New Ruling – calculation of an hourly employee’s last wage for the purpose of calculating the severance pay to which he is entitled will be made according to the partiality of his position throughout the term of his employment
On June 4, 2017, the National Labor Court rendered a judgment in Labor Appeal 44824-03-16 Y.B. See Resources Ltd. vs Adhenom Berh Teami (the “See Resources Case“). The judgment set forth a new ruling for the method of calculating severance pay for an hourly employee whose scope of work hours changes each month.
As a general rule, the calculation of severance pay for an employee (who is not subject to the provisions of Section 14 of the Severance Pay Law, 5723-1963) is to multiply the last wage by the employee’s years of seniority.
As for hourly employees whose monthly wage changes on a monthly basis, and in accordance with prior court rulings, as determined in Labor Court Hearing 3-57/57 Snunit Demonstrations and Sales Promotion (1989) Ltd. – Peretz (the “Snunit Case“), the hourly employee’s determining wage, for the purpose of calculating severance pay, was calculated based on the average work hours in the 12 work months preceding the dismissal multiplied by the employee’s last hourly rate.
As aforesaid, in accordance with See Resources Case – calculation of an hourly employee’s severance pay in a varying position will be made based on the partiality of his position throughout the term of his employment.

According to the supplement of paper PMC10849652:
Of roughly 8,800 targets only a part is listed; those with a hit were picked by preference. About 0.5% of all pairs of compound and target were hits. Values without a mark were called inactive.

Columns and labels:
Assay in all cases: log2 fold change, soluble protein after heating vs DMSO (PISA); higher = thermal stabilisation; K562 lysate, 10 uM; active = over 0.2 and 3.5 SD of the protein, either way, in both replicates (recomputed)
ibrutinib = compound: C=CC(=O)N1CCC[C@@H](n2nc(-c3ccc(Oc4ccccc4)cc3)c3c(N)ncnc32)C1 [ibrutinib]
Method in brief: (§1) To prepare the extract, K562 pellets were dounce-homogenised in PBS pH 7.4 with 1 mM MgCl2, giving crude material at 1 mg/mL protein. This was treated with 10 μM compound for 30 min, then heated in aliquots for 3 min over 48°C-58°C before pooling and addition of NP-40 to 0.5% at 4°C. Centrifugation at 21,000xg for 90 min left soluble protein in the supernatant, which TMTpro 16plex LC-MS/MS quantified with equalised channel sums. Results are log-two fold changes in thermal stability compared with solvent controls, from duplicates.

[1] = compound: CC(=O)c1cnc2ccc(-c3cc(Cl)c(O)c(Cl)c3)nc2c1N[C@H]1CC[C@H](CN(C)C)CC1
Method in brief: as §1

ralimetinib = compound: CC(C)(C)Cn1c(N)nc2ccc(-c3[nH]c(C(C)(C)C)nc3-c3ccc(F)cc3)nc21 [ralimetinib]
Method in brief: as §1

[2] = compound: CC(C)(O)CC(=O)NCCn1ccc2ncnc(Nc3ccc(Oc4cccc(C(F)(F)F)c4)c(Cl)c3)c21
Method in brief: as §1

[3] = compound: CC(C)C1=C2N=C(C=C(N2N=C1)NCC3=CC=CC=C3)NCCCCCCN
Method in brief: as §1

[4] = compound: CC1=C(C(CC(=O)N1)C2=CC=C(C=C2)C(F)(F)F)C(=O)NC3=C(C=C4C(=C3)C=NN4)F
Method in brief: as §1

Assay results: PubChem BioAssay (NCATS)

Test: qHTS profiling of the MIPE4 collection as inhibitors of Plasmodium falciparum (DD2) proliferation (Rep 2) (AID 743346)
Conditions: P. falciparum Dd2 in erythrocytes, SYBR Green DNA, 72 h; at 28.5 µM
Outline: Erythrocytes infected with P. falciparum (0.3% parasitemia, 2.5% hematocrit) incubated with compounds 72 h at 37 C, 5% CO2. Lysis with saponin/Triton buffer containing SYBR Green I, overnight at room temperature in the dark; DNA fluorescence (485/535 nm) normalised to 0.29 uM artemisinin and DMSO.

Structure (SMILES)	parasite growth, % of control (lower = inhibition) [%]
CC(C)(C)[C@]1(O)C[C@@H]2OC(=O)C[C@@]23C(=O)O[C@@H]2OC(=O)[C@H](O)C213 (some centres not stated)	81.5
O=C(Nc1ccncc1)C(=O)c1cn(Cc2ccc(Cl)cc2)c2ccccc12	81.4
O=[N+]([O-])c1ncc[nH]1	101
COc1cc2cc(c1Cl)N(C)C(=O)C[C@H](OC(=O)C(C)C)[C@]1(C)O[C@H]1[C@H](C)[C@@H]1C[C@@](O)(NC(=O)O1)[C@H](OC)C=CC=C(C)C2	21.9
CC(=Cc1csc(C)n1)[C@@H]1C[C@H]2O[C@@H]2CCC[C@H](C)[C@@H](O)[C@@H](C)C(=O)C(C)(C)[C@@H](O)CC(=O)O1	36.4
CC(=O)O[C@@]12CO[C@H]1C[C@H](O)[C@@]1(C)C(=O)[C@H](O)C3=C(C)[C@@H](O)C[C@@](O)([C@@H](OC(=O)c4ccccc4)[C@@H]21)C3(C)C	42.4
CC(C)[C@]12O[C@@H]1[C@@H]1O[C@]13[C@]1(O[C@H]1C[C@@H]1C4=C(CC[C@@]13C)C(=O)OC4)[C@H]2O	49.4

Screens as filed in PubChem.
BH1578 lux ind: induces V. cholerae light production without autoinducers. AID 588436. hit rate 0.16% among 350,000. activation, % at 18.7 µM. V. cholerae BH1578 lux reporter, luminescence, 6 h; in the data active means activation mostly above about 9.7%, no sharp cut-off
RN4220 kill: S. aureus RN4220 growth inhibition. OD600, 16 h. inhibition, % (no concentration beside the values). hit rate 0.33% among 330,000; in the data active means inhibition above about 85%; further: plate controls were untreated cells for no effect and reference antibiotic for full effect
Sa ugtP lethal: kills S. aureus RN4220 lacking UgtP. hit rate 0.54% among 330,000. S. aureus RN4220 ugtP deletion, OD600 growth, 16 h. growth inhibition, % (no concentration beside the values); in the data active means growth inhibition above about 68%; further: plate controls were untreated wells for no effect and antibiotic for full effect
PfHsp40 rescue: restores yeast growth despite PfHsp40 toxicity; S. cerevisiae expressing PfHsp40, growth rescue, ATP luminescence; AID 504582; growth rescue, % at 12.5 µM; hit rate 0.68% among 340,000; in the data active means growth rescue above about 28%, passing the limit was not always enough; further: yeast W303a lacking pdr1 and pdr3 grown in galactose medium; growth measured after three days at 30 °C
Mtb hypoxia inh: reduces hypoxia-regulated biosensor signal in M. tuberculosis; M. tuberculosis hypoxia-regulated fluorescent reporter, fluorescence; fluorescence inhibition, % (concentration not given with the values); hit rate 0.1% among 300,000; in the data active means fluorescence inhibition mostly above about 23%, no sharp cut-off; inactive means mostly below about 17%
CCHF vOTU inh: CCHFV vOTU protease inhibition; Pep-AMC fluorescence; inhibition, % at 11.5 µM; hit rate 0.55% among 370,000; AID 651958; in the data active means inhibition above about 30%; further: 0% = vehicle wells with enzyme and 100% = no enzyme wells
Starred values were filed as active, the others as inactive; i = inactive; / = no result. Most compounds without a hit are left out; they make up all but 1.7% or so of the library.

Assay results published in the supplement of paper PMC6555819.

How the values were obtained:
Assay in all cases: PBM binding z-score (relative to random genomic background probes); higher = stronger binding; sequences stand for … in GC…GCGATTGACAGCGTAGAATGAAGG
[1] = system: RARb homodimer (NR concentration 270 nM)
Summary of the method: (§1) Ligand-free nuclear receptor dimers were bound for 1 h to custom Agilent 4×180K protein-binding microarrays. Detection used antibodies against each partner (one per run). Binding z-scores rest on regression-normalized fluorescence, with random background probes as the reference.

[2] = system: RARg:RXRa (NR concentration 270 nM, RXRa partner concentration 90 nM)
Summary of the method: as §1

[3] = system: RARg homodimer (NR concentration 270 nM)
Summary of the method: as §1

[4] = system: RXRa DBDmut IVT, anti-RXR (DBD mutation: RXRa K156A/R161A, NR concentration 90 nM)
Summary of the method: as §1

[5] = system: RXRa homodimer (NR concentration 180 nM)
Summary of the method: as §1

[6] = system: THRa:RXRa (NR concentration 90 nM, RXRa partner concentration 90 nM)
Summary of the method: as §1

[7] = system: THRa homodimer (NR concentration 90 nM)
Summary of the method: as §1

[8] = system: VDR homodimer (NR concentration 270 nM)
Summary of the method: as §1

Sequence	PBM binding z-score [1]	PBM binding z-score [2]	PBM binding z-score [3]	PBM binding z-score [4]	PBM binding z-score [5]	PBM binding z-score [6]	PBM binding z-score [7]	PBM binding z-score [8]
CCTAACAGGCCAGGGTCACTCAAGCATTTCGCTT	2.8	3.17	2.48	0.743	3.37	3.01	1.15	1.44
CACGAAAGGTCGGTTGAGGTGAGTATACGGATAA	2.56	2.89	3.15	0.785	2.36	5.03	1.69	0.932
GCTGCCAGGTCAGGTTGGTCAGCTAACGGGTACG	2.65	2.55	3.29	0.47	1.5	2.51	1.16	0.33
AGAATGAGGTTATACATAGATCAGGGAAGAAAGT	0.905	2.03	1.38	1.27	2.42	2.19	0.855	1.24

The rationale underlying the new ruling is that the severance pay will be calculated in keeping with the employee’s actual scope of employment, and will prevent a result whereby one case may discriminate against the employer and another against the employee. For instance, in case of an employment scope that increased in the last 12 months whereby the employee will receive severance pay for the period preceding the change in a rate exceeding the actual scope of his employment, as opposed to an employee that, in the last 12 months of his employment, there was a decrease in the scope of employment and, thereby, will receive lacking severance pay.
It was further determined that the calculation of the last wage based on the average work hours in the last 12 month is suitable in the following instances: first, where the employee’s scope of employment does not change but his wage changes (e.g., due to receiving commissions) and, second, a case of real contractual work where the scope of work hours is not a factor in determining the wage. In these cases, the average refers to the “Shekels” (wage) received in the last 12 months.
Amendment of Employment of Women Law – an employee’s right to be absent from work when their spouse is on military reserve duty
On July 3, 2017, Amendment 58 to the Employment of Women Law, 5714-1954 (the “Employment of Women Law“) was enacted, pursuant to which a woman may be absent from work for one hour per day when her spouse is on military reserve service.
The entitlement is conditioned upon fulfillment of the following accumulative conditions: (1) the reserve service period is not be less than five consecutive days; (2) the woman has a child who is not yet 12 years of age who lives with her; (3) the woman is employed full time as customary in her place of employment; and (4) the woman will inform her employer of exercising the right and present a confirmation of her spouse’s reserve service.